How does Kali (as seen in the picture) take care of Rakta Bija? Of course, the first thing she tries to do is to kill him. Whenever there’s anything challenging or conflicting that we’re up against, the impulse is to destroy it, to get rid of it, correct?
But the teaching of Rakta Bija is that this doesn’t really work; if you try to kill a demon it just creates more demons.
Kali’s response is to roll out her huge tongue and swallow all of the Rakta Bijas. In this way, she gives the protected ones a place… a place inside where they can be assimilated and transformed into nourishment and wisdom.
In Buddhism, there is a beautiful ceremony called “Feeding Your Demons”. It was originated by the eleventh-century Tibetan yogini Machig Lapdrön. Maras – as they call demons in Buddhism – are not exotic beings like those seen in mystic scroll paintings. They are not bloodthirsty zombies waiting in dark places to scare us. They are within us. They are the issues and emotional reactivity of our own lives. They are our chronic illnesses or common problems like depression, anxiety, and addictions. They are our present fears and obsessions.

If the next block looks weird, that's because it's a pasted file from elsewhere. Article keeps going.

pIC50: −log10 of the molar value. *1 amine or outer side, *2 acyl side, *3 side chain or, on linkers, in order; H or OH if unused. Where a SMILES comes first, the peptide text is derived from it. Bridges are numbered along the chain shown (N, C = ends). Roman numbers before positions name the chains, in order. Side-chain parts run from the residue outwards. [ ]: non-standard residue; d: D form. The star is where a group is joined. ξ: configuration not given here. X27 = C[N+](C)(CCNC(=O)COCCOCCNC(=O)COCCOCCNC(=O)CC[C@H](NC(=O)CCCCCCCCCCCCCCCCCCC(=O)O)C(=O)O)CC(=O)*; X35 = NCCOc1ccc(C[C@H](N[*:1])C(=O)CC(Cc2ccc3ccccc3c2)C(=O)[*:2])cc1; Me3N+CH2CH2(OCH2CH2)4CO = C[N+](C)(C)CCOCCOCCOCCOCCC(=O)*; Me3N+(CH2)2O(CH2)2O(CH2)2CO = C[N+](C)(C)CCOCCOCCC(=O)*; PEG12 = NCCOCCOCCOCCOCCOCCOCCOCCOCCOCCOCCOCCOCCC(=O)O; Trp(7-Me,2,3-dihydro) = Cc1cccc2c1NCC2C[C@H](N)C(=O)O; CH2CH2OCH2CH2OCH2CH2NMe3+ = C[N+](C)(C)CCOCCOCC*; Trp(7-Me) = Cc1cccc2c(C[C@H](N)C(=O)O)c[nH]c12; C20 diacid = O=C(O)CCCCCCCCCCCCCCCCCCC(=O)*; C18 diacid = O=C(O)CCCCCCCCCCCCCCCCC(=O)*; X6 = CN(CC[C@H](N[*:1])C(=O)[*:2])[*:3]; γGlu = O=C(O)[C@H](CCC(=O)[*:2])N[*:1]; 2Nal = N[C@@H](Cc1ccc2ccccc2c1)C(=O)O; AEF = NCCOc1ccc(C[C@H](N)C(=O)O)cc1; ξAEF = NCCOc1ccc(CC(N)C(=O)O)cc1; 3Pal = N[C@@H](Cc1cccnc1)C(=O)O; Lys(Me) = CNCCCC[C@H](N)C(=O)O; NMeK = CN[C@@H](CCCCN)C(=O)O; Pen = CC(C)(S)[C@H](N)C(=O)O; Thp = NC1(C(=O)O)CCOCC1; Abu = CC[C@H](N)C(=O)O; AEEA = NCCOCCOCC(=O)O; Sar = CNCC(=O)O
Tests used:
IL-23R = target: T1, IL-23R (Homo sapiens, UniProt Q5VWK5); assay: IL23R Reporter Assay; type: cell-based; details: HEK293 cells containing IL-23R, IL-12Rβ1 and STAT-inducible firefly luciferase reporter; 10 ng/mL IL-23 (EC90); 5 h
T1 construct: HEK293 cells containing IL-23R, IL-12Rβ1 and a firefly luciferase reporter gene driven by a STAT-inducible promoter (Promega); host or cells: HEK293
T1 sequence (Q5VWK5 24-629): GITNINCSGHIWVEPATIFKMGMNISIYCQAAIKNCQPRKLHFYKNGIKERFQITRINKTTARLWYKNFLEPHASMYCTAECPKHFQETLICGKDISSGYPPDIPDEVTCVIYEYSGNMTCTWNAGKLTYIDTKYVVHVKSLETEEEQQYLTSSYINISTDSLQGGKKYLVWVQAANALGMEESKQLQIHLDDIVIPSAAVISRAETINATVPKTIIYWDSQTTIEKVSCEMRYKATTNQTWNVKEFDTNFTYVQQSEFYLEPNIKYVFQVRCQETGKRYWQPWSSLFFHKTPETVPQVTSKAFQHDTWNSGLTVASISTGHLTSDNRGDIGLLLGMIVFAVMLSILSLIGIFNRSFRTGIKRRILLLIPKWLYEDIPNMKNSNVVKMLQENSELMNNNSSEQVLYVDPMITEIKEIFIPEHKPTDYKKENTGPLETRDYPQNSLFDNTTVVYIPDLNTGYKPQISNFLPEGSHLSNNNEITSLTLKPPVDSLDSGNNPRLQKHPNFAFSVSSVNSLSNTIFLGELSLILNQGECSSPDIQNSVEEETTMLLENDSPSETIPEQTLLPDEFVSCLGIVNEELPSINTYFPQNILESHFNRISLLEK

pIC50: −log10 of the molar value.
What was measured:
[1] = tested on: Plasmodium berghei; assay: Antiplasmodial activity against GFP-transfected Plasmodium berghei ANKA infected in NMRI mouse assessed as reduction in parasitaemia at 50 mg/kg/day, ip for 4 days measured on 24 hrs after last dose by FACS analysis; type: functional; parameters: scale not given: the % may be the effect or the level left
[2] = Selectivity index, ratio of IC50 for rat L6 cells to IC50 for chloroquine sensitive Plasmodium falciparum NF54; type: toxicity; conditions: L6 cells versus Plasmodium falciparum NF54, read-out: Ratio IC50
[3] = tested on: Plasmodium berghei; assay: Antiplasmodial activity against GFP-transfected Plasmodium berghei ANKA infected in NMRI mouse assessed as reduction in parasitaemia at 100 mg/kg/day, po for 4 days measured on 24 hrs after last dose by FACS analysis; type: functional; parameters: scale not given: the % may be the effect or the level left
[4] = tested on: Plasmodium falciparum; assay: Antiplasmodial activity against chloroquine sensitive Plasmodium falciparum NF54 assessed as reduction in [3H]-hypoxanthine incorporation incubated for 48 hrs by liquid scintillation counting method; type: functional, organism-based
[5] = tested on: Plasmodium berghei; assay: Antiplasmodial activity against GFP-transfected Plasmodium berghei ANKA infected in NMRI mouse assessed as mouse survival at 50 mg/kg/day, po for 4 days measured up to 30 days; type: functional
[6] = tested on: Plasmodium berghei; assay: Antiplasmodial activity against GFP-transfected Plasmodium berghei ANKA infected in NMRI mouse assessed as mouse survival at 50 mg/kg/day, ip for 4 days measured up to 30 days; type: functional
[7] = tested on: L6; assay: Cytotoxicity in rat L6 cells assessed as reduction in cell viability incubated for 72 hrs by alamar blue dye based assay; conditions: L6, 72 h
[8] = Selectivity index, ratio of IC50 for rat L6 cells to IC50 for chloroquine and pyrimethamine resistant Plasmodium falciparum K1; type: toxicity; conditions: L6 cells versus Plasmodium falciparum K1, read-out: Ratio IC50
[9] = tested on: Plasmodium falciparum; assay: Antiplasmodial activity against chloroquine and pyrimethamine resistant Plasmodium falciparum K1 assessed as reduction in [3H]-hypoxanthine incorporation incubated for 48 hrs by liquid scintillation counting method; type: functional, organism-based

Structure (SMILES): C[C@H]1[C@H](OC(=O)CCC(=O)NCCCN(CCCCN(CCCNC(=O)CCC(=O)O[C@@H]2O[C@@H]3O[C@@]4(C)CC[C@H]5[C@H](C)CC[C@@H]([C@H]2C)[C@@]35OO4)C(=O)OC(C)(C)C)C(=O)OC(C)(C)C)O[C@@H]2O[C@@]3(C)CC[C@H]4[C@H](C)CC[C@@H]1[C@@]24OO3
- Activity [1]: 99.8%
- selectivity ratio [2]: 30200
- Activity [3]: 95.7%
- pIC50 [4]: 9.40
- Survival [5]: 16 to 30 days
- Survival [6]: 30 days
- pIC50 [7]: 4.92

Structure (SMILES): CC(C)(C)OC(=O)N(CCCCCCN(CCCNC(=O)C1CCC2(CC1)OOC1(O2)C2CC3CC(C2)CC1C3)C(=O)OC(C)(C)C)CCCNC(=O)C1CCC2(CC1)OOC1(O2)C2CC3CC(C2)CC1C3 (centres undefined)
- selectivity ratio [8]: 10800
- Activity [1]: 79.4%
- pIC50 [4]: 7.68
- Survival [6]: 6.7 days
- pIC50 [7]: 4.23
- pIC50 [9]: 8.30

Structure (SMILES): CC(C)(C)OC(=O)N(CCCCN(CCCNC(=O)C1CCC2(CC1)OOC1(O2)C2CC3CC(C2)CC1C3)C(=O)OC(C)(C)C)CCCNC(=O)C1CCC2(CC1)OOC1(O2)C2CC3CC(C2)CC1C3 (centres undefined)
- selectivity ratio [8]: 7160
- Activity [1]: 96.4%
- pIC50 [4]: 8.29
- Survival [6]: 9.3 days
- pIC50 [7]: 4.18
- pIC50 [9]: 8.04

Fear is the worst enemy of our society because fear shuts down open communication; it shuts down the light of the heart and we get blinded. When we are overreacting to stress and fear (they generally come together), they shut off our growth, they shut off our immune system and they shut down our conscious processing. We defer to reactive behavior, which means we become less intelligent. Our actions are not practical.
When we understand how to nourish the demon’s real need with fearless generosity, the energy tied up in our demon will tend to dissolve and become an ally, like the demons that attacked Machig and subsequently became her aides.
Feeding our demons (fears) rather than fighting them away, may seem to contradict the conventional approach of attacking and attempting to eliminate that which scares us.